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Huff -

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Policing: An International Journal





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Many examinations of police misconduct involve case study methodologies applied to a single agency, or a handful of agencies. Consequently, there is little evidence regarding the types of misconduct across agencies, or the impact of department-level characteristics on the nature and prevalence of officer deviance. The purpose of this paper is to address this research gap using statewide data of over 1,500 charges of police misconduct filed with the Arizona Peace Officer Standards and Training Board (AZPOST) from 2000 to 2011.


This study examines variation in the prevalence and forms of misconduct across 100+ agencies based on agency type and size. Difference scores were calculated for every agency in the state to determine whether an agency’s level of misconduct was proportionate to the number of officers employed by that agency. AZPOST data were supplemented with Law Enforcement Management and Statistics data to identify organizational correlates of misconduct in agencies generating disproportionately low and high levels of misconduct.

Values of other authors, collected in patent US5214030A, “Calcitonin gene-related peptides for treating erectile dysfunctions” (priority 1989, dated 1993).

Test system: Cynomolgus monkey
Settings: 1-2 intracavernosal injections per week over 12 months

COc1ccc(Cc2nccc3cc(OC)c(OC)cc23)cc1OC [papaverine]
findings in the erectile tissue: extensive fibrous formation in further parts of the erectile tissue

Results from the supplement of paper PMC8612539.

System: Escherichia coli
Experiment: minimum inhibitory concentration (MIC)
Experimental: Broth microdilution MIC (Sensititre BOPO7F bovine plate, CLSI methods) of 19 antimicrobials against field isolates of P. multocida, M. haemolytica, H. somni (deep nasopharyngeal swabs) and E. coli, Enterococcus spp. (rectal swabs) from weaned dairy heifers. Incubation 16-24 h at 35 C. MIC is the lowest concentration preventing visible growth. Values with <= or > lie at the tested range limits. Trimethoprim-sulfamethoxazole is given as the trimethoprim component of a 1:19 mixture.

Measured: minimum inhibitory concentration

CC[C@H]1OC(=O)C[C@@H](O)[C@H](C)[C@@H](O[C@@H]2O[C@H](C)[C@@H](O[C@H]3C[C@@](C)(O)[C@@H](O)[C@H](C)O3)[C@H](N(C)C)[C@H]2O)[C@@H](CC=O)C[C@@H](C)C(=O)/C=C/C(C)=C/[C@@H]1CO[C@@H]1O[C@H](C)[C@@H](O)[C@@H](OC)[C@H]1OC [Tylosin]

Results identify variation in officer misconduct across different types of agencies. Tribal agencies generally experience higher rates of domestic violence and drug/alcohol-related incidents. Smaller agencies have more misconduct allegations involving supervisors. Organizational characteristics including pre-hiring screening, accountability mechanisms and community relationships are associated with lower levels of agency misconduct.


The use of AZPOST data enables a statewide examination of misconduct while accounting for organizational context. This study identifies organizational features that might serve to protect agencies against disproportionate rates of officer misbehavior.


This is the accepted manuscript of an article published by Emerald Publishing Limited in Policing: An International Journal on June 18, 2018 and can be accessed at

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Creative Commons Attribution-Noncommercial-No Derivative Works 4.0 License
This work is licensed under a Creative Commons Attribution-Noncommercial-No Derivative Works 4.0 License.

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